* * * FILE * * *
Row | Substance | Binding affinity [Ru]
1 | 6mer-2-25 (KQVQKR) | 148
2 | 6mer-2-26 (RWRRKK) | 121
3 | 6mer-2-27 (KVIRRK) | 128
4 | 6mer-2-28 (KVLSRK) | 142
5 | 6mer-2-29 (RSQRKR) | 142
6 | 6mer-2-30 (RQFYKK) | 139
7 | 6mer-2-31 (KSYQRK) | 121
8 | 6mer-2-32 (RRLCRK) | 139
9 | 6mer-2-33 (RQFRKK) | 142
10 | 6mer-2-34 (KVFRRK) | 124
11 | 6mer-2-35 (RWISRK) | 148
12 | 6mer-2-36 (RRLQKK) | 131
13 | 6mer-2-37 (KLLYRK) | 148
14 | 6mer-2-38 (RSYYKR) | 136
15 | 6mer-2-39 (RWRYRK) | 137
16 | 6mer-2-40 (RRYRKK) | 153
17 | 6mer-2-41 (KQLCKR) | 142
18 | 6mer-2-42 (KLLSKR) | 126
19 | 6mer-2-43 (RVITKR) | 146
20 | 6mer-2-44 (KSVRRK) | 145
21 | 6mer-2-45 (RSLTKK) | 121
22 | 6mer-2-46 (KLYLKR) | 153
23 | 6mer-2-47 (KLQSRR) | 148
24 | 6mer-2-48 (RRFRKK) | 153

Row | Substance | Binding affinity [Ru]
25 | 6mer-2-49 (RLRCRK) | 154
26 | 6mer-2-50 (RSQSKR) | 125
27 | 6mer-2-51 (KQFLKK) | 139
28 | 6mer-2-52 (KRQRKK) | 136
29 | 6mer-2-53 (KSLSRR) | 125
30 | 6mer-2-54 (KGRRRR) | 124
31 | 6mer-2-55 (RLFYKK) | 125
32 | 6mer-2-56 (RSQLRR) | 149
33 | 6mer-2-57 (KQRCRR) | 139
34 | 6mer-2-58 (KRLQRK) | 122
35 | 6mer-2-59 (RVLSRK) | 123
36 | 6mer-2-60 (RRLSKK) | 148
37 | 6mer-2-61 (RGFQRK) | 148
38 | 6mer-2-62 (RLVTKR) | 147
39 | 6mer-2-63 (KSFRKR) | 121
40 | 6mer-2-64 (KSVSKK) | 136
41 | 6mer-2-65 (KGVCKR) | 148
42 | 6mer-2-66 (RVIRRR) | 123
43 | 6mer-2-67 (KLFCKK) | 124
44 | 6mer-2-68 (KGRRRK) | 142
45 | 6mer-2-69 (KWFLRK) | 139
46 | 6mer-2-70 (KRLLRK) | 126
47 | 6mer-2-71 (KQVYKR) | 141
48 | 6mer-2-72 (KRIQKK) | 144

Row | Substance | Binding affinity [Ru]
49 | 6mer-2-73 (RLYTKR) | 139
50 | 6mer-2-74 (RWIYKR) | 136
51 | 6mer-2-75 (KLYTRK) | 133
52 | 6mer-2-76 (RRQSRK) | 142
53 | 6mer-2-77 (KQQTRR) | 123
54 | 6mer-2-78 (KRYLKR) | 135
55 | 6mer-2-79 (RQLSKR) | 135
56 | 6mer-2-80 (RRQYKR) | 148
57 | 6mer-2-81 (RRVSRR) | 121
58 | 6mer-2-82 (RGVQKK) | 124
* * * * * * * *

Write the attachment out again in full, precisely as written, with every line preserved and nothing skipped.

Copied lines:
Row | Substance | Binding affinity [Ru]
1 | 6mer-2-25 (KQVQKR) | 148
2 | 6mer-2-26 (RWRRKK) | 121
3 | 6mer-2-27 (KVIRRK) | 128
4 | 6mer-2-28 (KVLSRK) | 142
5 | 6mer-2-29 (RSQRKR) | 142
6 | 6mer-2-30 (RQFYKK) | 139
7 | 6mer-2-31 (KSYQRK) | 121
8 | 6mer-2-32 (RRLCRK) | 139
9 | 6mer-2-33 (RQFRKK) | 142
10 | 6mer-2-34 (KVFRRK) | 124
11 | 6mer-2-35 (RWISRK) | 148
12 | 6mer-2-36 (RRLQKK) | 131
13 | 6mer-2-37 (KLLYRK) | 148
14 | 6mer-2-38 (RSYYKR) | 136
15 | 6mer-2-39 (RWRYRK) | 137
16 | 6mer-2-40 (RRYRKK) | 153
17 | 6mer-2-41 (KQLCKR) | 142
18 | 6mer-2-42 (KLLSKR) | 126
19 | 6mer-2-43 (RVITKR) | 146
20 | 6mer-2-44 (KSVRRK) | 145
21 | 6mer-2-45 (RSLTKK) | 121
22 | 6mer-2-46 (KLYLKR) | 153
23 | 6mer-2-47 (KLQSRR) | 148
24 | 6mer-2-48 (RRFRKK) | 153

Row | Substance | Binding affinity [Ru]
25 | 6mer-2-49 (RLRCRK) | 154
26 | 6mer-2-50 (RSQSKR) | 125
27 | 6mer-2-51 (KQFLKK) | 139
28 | 6mer-2-52 (KRQRKK) | 136
29 | 6mer-2-53 (KSLSRR) | 125
30 | 6mer-2-54 (KGRRRR) | 124
31 | 6mer-2-55 (RLFYKK) | 125
32 | 6mer-2-56 (RSQLRR) | 149
33 | 6mer-2-57 (KQRCRR) | 139
34 | 6mer-2-58 (KRLQRK) | 122
35 | 6mer-2-59 (RVLSRK) | 123
36 | 6mer-2-60 (RRLSKK) | 148
37 | 6mer-2-61 (RGFQRK) | 148
38 | 6mer-2-62 (RLVTKR) | 147
39 | 6mer-2-63 (KSFRKR) | 121
40 | 6mer-2-64 (KSVSKK) | 136
41 | 6mer-2-65 (KGVCKR) | 148
42 | 6mer-2-66 (RVIRRR) | 123
43 | 6mer-2-67 (KLFCKK) | 124
44 | 6mer-2-68 (KGRRRK) | 142
45 | 6mer-2-69 (KWFLRK) | 139
46 | 6mer-2-70 (KRLLRK) | 126
47 | 6mer-2-71 (KQVYKR) | 141
48 | 6mer-2-72 (KRIQKK) | 144

Row | Substance | Binding affinity [Ru]
49 | 6mer-2-73 (RLYTKR) | 139
50 | 6mer-2-74 (RWIYKR) | 136
51 | 6mer-2-75 (KLYTRK) | 133
52 | 6mer-2-76 (RRQSRK) | 142
53 | 6mer-2-77 (KQQTRR) | 123
54 | 6mer-2-78 (KRYLKR) | 135
55 | 6mer-2-79 (RQLSKR) | 135
56 | 6mer-2-80 (RRQYKR) | 148
57 | 6mer-2-81 (RRVSRR) | 121
58 | 6mer-2-82 (RGVQKK) | 124